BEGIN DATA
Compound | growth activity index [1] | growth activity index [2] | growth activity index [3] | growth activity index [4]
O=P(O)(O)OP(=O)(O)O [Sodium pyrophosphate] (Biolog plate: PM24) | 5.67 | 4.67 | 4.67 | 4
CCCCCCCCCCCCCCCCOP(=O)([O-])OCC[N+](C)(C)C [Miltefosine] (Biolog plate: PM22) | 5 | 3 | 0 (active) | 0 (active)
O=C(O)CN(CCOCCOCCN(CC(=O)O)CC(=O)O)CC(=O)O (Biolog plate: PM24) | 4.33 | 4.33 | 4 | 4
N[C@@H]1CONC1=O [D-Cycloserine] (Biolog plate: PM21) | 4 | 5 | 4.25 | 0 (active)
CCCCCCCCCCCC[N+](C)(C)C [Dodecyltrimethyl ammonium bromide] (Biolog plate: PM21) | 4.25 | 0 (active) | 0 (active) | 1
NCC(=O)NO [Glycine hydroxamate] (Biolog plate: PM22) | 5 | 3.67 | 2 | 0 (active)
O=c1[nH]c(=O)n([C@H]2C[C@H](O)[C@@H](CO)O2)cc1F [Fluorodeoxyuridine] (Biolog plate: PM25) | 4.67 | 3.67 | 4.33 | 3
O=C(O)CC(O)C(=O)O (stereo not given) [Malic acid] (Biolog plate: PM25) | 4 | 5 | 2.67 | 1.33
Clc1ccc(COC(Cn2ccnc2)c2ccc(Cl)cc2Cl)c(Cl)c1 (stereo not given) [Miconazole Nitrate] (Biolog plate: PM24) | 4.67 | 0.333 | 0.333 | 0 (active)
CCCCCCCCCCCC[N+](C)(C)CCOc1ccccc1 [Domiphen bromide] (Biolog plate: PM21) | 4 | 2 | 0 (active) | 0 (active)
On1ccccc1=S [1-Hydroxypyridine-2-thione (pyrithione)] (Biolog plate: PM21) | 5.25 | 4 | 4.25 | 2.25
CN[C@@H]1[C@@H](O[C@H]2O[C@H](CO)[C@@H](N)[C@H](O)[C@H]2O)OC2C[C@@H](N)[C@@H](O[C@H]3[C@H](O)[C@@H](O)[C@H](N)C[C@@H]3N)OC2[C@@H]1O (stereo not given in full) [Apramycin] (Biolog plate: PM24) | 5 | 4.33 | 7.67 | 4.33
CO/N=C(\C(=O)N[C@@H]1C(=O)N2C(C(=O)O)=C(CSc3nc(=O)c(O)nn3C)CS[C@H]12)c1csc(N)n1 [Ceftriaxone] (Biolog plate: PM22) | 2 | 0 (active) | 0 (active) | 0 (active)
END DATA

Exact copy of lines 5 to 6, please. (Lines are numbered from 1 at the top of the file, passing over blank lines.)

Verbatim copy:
N[C@@H]1CONC1=O [D-Cycloserine] (Biolog plate: PM21) | 4 | 5 | 4.25 | 0 (active)
CCCCCCCCCCCC[N+](C)(C)C [Dodecyltrimethyl ammonium bromide] (Biolog plate: PM21) | 4.25 | 0 (active) | 0 (active) | 1